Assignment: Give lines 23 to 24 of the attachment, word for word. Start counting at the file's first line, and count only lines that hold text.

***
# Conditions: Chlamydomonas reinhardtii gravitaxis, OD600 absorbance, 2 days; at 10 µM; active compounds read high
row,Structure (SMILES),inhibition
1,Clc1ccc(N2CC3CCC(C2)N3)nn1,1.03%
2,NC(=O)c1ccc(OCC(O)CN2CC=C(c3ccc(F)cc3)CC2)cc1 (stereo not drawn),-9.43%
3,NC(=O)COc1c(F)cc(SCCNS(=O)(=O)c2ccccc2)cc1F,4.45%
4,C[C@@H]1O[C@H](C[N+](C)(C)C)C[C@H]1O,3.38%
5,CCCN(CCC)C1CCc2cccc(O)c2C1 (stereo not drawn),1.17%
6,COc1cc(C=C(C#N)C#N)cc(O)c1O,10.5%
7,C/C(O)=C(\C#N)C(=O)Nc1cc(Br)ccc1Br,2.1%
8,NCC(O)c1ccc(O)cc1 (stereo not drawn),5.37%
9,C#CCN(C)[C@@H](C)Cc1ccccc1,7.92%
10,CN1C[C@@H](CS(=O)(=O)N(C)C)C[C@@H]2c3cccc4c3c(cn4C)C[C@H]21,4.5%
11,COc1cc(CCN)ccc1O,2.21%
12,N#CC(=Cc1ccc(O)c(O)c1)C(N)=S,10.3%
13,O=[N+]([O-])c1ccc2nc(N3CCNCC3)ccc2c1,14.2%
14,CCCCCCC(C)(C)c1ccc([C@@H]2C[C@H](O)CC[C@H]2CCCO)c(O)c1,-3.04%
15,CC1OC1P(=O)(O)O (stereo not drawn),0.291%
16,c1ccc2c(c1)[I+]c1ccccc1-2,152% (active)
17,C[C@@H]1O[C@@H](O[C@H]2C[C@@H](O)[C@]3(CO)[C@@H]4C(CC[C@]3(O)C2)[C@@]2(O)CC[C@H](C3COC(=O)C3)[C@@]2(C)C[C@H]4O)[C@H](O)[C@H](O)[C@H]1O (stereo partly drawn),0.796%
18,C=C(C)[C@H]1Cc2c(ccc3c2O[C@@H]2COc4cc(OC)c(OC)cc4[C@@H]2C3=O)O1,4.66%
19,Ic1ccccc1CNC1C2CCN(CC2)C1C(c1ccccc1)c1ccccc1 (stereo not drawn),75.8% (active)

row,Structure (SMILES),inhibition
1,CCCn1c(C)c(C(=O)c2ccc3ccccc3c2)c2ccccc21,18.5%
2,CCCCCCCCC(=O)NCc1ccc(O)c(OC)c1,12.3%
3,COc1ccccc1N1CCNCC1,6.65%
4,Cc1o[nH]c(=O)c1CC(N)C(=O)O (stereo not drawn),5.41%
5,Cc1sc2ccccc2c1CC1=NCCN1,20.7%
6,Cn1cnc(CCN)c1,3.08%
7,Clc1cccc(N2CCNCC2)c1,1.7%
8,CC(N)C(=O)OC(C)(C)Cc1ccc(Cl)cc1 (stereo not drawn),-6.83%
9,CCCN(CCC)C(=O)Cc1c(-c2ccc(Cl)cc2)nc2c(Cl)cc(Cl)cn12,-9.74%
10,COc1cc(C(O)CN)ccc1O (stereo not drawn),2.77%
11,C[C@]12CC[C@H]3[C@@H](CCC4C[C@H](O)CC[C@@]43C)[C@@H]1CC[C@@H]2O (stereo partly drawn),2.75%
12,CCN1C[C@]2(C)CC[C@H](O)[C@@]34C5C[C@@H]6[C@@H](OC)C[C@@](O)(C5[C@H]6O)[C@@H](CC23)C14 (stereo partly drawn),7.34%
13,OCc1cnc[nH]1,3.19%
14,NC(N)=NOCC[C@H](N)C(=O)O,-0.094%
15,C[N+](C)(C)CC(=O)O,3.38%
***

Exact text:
1,CCCn1c(C)c(C(=O)c2ccc3ccccc3c2)c2ccccc21,18.5%
2,CCCCCCCCC(=O)NCc1ccc(O)c(OC)c1,12.3%